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Diet quality, inflammation, and the ankle brachial index in adults with or without cardiometabolic conditions.

TitleDiet quality, inflammation, and the ankle brachial index in adults with or without cardiometabolic conditions.
Publication TypePublication
Year2018
AuthorsMattei J, Sotres-Alvarez D, Gellman M, Castañeda SF, Hu FB, Tucker KL, Siega-Riz AMaria, Kaplan RC
JournalClin Nutr
Volume37
Issue4
Pagination1332-1339
Date Published2018 08
ISSN1532-1983
KeywordsAdolescent, Adult, Aged, ankle brachial index, Cohort Studies, diet, Female, Humans, Inflammation, Male, Middle Aged, Nutritive Value, Odds Ratio, Peripheral Arterial Disease, Young Adult
Abstract

BACKGROUND & AIMS: Diet quality may influence non-traditional cardiovascular disease (CVD) risk factors - namely, C-reactive protein (CRP) and the ankle-brachial index (ABI). Pre-existing traditional cardiometabolic conditions may confound this association. We aimed to determine whether diet quality was associated with high-risk CRP or ABI, independently from traditional cardiometabolic risk factors.METHODS: Baseline data were analyzed from US-Hispanics/Latinos aged 18-74 y without previously-diagnosed CVD participating in the population-based Hispanic Community Health Study/Study of Latinos cohort. Included were 14,623 participants with CRP data, and 7892 participants (≥45 y) with ABI data. Diet quality was measured with the Alternate Healthy Eating Index (AHEI).RESULTS: Nearly 35% of Hispanics/Latinos had high-risk CRP concentration and 6.3% had high-risk ABI (peripheral artery disease (PAD): 4.2%; arterial stiffness: 2.1%). After adjusting for sociodemographic and lifestyle factors, diabetes, hypertension, hypercholesterolemia, and obesity, the odds (95% confidence interval) of having high-risk ABI were 37% (5, 44%) lower per 10-unit increase in AHEI (p = 0.018). The association was marginally significant for PAD (0.77 (0.58, 1.00); p = 0.05), and non-significant for arterial stiffness (p = 0.16). Each 10-unit increase in AHEI was associated with 21% (10, 30%) lower odds of high-risk CRP (p = 0.0002) after similar adjustments. There were no significant interactions between AHEI and age, sex, ethnicity, smoking, or pre-existing cardiometabolic conditions for associations with ABI. The association between AHEI and high-risk CRP was stronger for those with diabetes (p-interaction < 0.0001), obesity (p-interaction = 0.005), or ages 45-74 y (p-interaction = 0.011).CONCLUSIONS: Higher diet quality is associated with lower inflammation and less adverse ABI among Hispanics/Latinos, independently from traditional cardiometabolic risk factors.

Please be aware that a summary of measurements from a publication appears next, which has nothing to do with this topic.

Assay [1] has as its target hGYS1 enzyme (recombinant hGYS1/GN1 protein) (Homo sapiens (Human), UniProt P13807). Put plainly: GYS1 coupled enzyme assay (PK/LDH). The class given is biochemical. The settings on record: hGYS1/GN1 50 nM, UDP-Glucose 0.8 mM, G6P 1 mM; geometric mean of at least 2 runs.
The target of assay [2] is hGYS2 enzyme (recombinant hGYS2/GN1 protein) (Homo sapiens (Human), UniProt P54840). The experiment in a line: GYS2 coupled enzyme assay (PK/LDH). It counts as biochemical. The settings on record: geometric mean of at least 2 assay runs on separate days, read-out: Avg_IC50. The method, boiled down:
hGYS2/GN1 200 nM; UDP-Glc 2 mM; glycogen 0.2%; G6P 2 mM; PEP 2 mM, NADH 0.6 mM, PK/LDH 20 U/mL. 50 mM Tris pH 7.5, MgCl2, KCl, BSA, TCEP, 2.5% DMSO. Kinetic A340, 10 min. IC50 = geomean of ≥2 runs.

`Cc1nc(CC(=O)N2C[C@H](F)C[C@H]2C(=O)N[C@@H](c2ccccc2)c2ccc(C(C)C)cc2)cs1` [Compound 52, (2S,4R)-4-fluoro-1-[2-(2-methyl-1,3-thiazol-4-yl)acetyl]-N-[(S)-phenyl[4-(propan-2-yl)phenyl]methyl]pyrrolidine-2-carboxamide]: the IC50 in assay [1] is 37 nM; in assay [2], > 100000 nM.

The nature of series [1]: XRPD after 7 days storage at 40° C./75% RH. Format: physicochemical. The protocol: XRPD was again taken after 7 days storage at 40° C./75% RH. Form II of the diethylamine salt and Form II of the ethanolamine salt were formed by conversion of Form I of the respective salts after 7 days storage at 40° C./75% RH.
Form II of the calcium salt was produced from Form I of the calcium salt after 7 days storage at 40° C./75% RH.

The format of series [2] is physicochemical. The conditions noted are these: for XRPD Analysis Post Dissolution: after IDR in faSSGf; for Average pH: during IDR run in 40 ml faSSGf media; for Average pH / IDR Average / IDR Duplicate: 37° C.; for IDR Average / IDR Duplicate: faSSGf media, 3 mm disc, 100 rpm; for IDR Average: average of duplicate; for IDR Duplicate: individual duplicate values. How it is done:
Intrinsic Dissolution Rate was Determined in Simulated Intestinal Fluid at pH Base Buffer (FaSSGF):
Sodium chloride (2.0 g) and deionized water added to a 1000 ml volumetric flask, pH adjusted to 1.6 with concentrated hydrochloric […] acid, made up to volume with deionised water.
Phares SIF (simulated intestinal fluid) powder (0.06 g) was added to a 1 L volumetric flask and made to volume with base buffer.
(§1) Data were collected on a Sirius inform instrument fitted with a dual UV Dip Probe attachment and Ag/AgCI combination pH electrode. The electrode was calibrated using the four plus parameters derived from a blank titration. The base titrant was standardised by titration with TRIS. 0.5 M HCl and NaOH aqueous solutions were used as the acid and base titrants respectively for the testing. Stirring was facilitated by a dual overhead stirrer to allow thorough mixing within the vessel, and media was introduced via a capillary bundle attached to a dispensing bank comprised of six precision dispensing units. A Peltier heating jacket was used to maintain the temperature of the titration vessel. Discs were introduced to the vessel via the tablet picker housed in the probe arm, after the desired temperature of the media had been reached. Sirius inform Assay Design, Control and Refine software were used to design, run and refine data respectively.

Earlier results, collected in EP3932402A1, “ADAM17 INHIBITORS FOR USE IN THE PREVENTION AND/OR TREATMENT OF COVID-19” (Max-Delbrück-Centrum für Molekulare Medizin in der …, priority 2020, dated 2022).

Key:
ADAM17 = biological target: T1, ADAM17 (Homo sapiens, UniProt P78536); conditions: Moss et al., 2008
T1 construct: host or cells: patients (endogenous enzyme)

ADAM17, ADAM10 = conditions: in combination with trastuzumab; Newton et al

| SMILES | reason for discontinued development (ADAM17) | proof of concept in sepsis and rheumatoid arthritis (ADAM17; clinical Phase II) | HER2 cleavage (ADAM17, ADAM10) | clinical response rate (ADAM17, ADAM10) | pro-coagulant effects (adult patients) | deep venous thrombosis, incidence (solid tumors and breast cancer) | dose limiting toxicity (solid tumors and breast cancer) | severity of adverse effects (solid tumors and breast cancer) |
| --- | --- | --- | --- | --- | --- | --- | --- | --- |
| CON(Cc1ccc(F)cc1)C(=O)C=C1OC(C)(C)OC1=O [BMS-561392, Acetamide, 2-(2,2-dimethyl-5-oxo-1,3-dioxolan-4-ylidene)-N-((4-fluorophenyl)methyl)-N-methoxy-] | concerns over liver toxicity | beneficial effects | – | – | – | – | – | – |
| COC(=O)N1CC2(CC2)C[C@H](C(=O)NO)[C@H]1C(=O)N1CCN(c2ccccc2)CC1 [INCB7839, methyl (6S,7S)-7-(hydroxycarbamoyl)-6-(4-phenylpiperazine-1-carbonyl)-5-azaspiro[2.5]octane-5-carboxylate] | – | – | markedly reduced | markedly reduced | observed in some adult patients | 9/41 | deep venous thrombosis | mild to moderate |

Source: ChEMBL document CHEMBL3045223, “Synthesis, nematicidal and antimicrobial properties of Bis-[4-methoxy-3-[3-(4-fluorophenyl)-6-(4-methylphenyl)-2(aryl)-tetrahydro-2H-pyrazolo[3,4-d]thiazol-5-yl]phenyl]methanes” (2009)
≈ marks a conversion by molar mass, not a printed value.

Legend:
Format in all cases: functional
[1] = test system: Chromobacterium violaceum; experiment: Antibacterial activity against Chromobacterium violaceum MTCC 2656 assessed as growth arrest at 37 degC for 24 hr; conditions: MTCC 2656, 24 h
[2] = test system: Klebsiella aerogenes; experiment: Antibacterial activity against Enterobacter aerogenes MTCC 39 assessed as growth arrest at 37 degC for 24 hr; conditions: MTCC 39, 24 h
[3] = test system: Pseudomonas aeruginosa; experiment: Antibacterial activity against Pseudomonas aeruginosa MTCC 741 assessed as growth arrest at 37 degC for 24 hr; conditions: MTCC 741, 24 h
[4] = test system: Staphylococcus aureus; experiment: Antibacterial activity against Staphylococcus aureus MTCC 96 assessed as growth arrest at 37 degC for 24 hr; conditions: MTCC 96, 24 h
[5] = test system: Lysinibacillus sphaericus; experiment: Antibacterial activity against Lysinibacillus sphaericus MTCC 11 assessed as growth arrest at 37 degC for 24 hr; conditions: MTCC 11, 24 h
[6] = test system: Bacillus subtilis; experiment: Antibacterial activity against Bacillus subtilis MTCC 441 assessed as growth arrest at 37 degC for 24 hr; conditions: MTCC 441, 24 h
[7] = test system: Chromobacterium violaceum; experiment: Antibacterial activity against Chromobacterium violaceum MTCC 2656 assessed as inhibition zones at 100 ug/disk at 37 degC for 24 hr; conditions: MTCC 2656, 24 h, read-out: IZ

DOI10.1016/j.clnu.2017.06.003
Alternate JournalClin Nutr
PubMed ID28666597
PubMed Central IDPMC5722708
Grant ListK01 HL120951 / HL / NHLBI NIH HHS / United States
N01HC65236 / HL / NHLBI NIH HHS / United States
N01HC65235 / HL / NHLBI NIH HHS / United States
N01HC65234 / HL / NHLBI NIH HHS / United States
P30 DK046200 / DK / NIDDK NIH HHS / United States
N01HC65233 / HL / NHLBI NIH HHS / United States
N01HC65237 / HL / NHLBI NIH HHS / United States
P30 DK020541 / DK / NIDDK NIH HHS / United States
MS#: 
0420
Manuscript Lead/Corresponding Author Affiliation: 
Affiliated Investigator - Not at HCHS/SOL site
ECI: 
Yes
Manuscript Status: 
Published